1 Gladiator Live in Krakow

Sitting in the Frankfurt Airport- I am still reeling from what turned out to be one of the most surprising, unanticipated, thrilling, stressful, but absolutely satisfying musical experiences I’ve experienced in a long time!

There are those moments in life that make you realize how small, but wonderfully cosmic the world can be. I did three things as a child. Watch movies, sing, and listen to A LOT of film music. Not all of my mass collection was vocalists; actually a large part of my 300 plus CDs (of course housed in a ludicrously large binder that eventually ended up weight more than half my body weight) was all instrumental. In particular, film music was often what you’d find me humming in the house, or doing my homework to. I’d have my portable cd player with me all the time, turn it on as loud as I could, slap on those clunky headphones and bathe myself in the music.

I had Howard Shore, Patrick Doyle, James Horner, John Williams, Ennio Morricone, Michael Kamen, all the big-name composers sitting side by side. But two albums that I would often play over and over and over again were Gladiator and Spirit Stallion of the Cimarron. Both composed by Hans Zimmer, his synthesized, larger than life brass, and unique pulsation of percussion instruments had a way of entrancing me, and letting me just appreciate the beauty that music composition can be. … Continue Reading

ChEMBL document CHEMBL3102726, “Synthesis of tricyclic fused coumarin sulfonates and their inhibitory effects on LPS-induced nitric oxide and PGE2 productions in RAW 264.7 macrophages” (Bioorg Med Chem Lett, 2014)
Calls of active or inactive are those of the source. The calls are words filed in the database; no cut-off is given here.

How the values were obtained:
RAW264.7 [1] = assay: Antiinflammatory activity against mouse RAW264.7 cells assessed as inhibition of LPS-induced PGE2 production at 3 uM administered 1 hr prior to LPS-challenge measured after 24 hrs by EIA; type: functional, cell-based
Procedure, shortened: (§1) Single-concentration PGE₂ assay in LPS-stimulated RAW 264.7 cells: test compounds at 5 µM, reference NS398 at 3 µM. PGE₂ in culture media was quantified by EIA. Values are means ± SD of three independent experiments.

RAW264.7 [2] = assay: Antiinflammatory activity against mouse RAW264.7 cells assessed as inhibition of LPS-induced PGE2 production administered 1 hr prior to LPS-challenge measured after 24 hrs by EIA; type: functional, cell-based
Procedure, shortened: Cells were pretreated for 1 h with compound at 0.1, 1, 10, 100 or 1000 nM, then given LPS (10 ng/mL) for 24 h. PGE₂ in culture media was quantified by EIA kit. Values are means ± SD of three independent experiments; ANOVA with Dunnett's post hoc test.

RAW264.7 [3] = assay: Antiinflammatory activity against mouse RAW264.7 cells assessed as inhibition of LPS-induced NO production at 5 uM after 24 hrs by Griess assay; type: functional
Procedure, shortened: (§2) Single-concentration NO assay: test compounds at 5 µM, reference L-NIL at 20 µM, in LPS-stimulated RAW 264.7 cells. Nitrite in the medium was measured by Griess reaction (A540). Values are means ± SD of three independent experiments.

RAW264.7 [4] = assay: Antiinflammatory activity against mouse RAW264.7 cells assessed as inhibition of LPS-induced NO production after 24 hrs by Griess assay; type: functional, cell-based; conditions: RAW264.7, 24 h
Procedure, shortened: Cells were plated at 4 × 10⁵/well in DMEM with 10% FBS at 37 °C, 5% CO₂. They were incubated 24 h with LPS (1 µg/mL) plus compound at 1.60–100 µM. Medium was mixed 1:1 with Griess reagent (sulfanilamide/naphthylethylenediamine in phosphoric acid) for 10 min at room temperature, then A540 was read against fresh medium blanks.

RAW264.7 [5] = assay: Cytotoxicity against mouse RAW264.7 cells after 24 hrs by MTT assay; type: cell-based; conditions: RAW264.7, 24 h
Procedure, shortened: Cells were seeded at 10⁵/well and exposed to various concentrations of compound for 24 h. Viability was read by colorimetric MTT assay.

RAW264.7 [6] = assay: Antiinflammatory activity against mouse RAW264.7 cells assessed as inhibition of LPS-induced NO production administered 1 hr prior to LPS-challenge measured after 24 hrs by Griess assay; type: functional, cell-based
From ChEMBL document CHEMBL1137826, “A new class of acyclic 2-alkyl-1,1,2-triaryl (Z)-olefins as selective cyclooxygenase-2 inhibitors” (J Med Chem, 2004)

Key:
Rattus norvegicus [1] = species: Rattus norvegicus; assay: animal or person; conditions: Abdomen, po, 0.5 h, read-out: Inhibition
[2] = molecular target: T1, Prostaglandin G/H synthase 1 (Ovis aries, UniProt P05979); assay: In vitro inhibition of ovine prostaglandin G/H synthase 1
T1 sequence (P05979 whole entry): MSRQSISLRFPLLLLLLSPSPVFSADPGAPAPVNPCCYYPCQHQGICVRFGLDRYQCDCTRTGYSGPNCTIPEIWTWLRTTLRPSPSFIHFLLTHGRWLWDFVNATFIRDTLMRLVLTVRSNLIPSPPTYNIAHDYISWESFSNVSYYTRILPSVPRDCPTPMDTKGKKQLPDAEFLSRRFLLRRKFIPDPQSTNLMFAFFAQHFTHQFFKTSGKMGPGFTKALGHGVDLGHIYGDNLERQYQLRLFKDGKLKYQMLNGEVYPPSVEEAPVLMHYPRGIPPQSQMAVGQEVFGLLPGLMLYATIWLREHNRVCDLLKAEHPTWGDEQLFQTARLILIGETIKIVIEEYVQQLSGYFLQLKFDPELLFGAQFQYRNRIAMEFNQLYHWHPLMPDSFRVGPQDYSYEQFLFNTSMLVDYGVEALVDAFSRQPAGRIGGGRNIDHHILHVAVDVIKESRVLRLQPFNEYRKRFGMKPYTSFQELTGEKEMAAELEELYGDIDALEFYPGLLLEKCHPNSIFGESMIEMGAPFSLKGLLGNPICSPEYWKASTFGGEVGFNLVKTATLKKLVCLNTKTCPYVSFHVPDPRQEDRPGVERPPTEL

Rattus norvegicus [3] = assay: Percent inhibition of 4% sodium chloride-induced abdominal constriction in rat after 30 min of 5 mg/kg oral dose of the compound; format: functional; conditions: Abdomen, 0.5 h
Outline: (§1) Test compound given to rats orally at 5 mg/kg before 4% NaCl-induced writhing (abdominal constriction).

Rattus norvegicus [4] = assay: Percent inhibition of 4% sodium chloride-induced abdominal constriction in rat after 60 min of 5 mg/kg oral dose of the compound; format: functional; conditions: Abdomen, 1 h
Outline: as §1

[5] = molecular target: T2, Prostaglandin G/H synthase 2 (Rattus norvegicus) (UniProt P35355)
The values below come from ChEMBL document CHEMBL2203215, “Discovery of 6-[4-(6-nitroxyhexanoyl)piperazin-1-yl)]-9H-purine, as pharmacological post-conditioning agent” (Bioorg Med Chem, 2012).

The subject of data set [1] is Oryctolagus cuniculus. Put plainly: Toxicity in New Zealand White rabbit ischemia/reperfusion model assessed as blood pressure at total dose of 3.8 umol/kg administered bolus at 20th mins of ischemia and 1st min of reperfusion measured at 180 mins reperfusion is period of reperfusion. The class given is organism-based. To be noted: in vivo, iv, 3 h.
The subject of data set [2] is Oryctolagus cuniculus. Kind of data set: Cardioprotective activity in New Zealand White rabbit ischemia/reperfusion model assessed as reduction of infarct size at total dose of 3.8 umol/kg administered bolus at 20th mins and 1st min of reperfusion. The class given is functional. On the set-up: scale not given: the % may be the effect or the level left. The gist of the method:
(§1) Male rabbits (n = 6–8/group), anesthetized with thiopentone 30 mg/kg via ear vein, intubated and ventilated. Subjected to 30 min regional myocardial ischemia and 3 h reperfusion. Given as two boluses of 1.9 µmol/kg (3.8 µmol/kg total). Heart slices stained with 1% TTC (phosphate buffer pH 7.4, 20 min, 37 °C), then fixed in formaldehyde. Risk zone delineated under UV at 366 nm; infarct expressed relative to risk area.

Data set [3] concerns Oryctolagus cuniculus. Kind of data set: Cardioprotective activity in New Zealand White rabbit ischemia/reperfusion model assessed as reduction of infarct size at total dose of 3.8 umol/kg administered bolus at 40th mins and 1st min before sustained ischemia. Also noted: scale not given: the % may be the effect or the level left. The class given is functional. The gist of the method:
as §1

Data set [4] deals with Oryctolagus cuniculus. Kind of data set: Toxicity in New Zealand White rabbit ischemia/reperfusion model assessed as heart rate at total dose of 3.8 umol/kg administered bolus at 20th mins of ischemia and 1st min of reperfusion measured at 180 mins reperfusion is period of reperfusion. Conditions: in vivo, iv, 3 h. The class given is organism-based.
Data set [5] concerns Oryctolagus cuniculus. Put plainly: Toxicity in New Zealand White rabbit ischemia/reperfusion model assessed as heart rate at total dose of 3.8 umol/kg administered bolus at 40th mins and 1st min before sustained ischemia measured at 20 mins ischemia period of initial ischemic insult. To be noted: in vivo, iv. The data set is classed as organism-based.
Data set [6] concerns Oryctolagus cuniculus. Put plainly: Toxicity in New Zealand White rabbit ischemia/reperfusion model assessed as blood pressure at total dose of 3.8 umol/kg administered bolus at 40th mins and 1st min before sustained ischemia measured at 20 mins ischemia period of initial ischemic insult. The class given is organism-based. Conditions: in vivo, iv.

1 Chicago Update

Hello!

I am back from the windy city in all its summer glory! Two concerts of the 3rd and final installment of LOTR- the CSO and Ravinia Music Festival have proven to be one of the most exceptional orchestras I’ve ever had the opportunity to share the stage with.

With such a long-standing heritage of musicians, their ability to bring to life elements of Howard Shore’s score is simply brilliant. The LOTR movies can be an unusual project for symphony orchestras. The show requires the musical details that instrumentalists must perfect in classical repertoire, but also musicians must have the depth and stamina to play 3.5 hours with one intermission in order to make this contemporary work a success.

I find such joy seeing how this score comes to life each place we go. Having a dad as a trombone player, who used to have Northwestern and the CSO as his old stomping ground, It was such a time warp because in my dressing room, I looked up to find the EXACT same poster from Ravinia’s 50th year Anniversary season, which is the exact one hanging over my dads office for as long as I can remember!  I knew the gravity and history such an institution demanded! … Continue Reading